Famine and diseases followed agriculture, as evidence by the article “The Worst Mistake In The History Of The Human Race.” Guiding humanities own evolution comes at a cost. Early man had to learn how to overcome unforeseen challenges. However, humanity was using ingenuity to overcome these challenges. During the initial phase of agricultural transition humanity had to learn how to tend and care for plants. During this transition the life expectancy decreased as well as the over all nutritional intake of early man. Nature did not get everything right on the first try and neither did mankind. As humanity learned better and more sophisticated ways to farm, so did their quality of life improve. Humanities current life expectancy in a properly developed nation is more then double what it once was. Developed nations are merely better at surviving then others.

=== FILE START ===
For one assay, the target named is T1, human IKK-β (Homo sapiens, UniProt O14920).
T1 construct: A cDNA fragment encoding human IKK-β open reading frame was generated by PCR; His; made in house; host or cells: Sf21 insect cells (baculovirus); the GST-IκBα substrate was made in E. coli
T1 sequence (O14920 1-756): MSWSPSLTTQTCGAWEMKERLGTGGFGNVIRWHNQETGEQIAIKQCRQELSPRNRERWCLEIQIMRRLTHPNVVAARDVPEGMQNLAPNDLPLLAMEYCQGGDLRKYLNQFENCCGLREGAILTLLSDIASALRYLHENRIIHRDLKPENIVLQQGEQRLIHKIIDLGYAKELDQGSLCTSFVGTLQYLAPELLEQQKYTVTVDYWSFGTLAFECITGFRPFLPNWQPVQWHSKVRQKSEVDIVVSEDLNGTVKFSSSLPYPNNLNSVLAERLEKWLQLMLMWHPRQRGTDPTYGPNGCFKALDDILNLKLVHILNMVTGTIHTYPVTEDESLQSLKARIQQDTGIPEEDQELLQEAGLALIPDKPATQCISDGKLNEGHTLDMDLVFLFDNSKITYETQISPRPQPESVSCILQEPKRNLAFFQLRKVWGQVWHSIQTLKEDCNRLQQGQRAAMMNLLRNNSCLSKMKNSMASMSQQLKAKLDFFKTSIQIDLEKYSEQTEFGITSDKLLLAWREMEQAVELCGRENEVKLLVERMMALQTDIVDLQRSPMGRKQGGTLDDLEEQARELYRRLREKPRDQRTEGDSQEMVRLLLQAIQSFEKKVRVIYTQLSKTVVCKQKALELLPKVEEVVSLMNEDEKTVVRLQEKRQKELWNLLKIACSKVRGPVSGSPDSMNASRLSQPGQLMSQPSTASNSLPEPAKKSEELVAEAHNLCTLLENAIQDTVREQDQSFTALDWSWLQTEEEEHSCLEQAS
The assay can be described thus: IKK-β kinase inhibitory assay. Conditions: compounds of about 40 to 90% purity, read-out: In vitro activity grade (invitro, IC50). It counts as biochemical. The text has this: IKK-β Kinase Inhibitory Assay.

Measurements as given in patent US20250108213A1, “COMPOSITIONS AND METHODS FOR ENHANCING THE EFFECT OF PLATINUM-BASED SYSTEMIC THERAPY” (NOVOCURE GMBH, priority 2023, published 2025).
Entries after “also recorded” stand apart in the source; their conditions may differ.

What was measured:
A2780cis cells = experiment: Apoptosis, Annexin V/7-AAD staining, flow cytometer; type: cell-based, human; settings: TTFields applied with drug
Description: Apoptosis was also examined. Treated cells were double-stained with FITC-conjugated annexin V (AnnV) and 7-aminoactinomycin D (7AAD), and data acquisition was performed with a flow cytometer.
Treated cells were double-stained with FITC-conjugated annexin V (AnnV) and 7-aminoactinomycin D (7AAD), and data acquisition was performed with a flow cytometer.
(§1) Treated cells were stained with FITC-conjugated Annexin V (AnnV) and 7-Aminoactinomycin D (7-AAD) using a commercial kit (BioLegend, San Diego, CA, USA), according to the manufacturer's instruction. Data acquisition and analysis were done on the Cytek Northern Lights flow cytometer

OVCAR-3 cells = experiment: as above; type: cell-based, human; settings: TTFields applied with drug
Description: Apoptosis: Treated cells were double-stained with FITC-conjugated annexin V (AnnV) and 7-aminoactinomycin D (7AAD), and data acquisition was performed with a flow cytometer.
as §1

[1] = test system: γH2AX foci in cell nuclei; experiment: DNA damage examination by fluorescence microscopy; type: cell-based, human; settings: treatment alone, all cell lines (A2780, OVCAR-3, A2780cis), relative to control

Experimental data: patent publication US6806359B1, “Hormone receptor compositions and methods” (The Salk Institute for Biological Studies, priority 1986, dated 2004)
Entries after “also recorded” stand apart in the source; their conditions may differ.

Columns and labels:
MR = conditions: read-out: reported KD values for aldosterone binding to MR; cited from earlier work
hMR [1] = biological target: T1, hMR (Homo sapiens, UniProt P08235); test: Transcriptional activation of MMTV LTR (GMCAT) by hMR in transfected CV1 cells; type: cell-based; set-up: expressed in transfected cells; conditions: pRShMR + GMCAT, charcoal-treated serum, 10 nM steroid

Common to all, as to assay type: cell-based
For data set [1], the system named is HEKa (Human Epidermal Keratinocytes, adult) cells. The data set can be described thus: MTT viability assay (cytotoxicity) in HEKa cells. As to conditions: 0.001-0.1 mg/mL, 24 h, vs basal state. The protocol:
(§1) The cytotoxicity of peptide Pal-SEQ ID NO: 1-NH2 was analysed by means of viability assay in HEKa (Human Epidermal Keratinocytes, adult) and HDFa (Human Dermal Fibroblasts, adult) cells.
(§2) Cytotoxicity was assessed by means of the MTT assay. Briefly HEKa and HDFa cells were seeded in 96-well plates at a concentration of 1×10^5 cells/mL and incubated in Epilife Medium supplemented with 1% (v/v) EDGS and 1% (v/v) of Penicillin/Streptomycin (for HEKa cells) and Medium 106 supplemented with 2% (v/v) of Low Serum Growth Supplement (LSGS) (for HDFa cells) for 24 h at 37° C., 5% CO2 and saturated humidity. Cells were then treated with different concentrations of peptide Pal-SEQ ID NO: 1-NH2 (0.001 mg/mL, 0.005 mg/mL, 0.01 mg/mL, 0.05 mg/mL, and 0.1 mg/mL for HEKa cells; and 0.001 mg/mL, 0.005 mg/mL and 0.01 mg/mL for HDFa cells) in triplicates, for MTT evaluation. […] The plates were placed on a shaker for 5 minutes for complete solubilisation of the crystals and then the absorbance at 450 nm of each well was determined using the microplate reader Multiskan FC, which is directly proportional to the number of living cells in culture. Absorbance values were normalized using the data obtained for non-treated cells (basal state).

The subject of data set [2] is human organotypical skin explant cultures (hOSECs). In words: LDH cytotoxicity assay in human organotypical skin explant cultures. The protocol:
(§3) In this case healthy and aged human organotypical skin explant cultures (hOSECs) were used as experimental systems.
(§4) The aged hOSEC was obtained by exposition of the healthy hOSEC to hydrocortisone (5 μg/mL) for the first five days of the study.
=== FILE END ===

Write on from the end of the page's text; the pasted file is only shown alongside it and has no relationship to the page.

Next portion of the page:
Agriculture brought people together. These people began to settle in areas and build settlements. These settlements became a breeding ground for pathogens. Yet another hurdle early man had to face,a new challenge in their quest to control their own existence. Since humanity was now specialized into roles, they were able to ask the question: why? This question gave rise to the answer: science. 

Humanity wanted to know why people would get sick. The science of medicine had its primal roots with shamans trying to understand why the evil spirits did not like them. As understanding grew, those evil spirits got a new name: bacteria and viruses. With specialized people learning about these “evil spirits,” humanity was able to find ways to combat them. Today medicine enhances and prolongs the quality of human life.

Gender inequality has always existed. Hunter-gatherer tribes had roles dedicated to men and women. The men would hunt animals, putting themselves at risk of mortal death or traumatic injury. The woman did the gathering, a much safer occupation, and tended to the young. A by product of agriculture may have made these inequalities more pronounced, however by the modern era a great deal of the hard farming labor is regulated to men and women in developed nations.